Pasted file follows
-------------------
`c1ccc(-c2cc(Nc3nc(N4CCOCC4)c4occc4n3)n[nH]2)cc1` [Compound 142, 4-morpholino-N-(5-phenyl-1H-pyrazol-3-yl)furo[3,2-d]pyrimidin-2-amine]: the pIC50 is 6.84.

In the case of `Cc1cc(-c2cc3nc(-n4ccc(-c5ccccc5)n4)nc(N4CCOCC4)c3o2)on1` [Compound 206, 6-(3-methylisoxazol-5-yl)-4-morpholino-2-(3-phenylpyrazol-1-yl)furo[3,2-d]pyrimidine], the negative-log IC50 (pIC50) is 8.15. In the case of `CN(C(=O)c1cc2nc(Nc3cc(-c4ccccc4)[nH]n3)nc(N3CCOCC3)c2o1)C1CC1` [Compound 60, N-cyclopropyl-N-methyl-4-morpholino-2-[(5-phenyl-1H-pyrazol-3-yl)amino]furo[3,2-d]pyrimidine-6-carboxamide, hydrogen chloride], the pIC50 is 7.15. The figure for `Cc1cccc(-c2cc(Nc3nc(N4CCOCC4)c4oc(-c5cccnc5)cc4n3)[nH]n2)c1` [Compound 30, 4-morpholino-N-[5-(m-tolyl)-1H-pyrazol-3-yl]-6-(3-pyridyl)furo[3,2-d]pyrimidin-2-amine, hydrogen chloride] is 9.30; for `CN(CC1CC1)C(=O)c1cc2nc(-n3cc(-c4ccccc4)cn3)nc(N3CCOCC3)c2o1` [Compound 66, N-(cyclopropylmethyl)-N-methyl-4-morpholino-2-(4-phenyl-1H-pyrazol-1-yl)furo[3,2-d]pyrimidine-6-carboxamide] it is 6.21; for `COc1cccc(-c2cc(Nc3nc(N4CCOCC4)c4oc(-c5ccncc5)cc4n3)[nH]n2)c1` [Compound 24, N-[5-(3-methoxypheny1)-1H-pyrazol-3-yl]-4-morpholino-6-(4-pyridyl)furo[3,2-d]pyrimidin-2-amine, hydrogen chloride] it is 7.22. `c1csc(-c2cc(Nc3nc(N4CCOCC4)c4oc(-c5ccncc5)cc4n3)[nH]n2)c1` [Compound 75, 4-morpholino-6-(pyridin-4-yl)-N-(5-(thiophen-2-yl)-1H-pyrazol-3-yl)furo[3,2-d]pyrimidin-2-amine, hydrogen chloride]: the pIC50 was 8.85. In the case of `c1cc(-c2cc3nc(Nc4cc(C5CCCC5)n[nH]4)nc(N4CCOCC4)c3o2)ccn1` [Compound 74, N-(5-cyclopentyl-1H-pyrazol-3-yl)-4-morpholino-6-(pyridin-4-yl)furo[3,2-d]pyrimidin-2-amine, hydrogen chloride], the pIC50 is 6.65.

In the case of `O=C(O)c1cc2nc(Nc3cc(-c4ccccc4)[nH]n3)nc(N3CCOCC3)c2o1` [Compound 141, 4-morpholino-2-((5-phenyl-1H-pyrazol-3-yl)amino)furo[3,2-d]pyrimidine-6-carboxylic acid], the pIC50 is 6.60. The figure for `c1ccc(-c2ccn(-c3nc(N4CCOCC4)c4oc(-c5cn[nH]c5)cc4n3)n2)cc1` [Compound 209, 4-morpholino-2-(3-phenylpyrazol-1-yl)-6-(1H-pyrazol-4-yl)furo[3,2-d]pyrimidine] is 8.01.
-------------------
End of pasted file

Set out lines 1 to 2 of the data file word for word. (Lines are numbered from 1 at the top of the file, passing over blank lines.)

`c1ccc(-c2cc(Nc3nc(N4CCOCC4)c4occc4n3)n[nH]2)cc1` [Compound 142, 4-morpholino-N-(5-phenyl-1H-pyrazol-3-yl)furo[3,2-d]pyrimidin-2-amine]: the pIC50 is 6.84.

In the case of `Cc1cc(-c2cc3nc(-n4ccc(-c5ccccc5)n4)nc(N4CCOCC4)c3o2)on1` [Compound 206, 6-(3-methylisoxazol-5-yl)-4-morpholino-2-(3-phenylpyrazol-1-yl)furo[3,2-d]pyrimidine], the negative-log IC50 (pIC50) is 8.15. In the case of `CN(C(=O)c1cc2nc(Nc3cc(-c4ccccc4)[nH]n3)nc(N3CCOCC3)c2o1)C1CC1` [Compound 60, N-cyclopropyl-N-methyl-4-morpholino-2-[(5-phenyl-1H-pyrazol-3-yl)amino]furo[3,2-d]pyrimidine-6-carboxamide, hydrogen chloride], the pIC50 is 7.15. The figure for `Cc1cccc(-c2cc(Nc3nc(N4CCOCC4)c4oc(-c5cccnc5)cc4n3)[nH]n2)c1` [Compound 30, 4-morpholino-N-[5-(m-tolyl)-1H-pyrazol-3-yl]-6-(3-pyridyl)furo[3,2-d]pyrimidin-2-amine, hydrogen chloride] is 9.30; for `CN(CC1CC1)C(=O)c1cc2nc(-n3cc(-c4ccccc4)cn3)nc(N3CCOCC3)c2o1` [Compound 66, N-(cyclopropylmethyl)-N-methyl-4-morpholino-2-(4-phenyl-1H-pyrazol-1-yl)furo[3,2-d]pyrimidine-6-carboxamide] it is 6.21; for `COc1cccc(-c2cc(Nc3nc(N4CCOCC4)c4oc(-c5ccncc5)cc4n3)[nH]n2)c1` [Compound 24, N-[5-(3-methoxypheny1)-1H-pyrazol-3-yl]-4-morpholino-6-(4-pyridyl)furo[3,2-d]pyrimidin-2-amine, hydrogen chloride] it is 7.22. `c1csc(-c2cc(Nc3nc(N4CCOCC4)c4oc(-c5ccncc5)cc4n3)[nH]n2)c1` [Compound 75, 4-morpholino-6-(pyridin-4-yl)-N-(5-(thiophen-2-yl)-1H-pyrazol-3-yl)furo[3,2-d]pyrimidin-2-amine, hydrogen chloride]: the pIC50 was 8.85. In the case of `c1cc(-c2cc3nc(Nc4cc(C5CCCC5)n[nH]4)nc(N4CCOCC4)c3o2)ccn1` [Compound 74, N-(5-cyclopentyl-1H-pyrazol-3-yl)-4-morpholino-6-(pyridin-4-yl)furo[3,2-d]pyrimidin-2-amine, hydrogen chloride], the pIC50 is 6.65.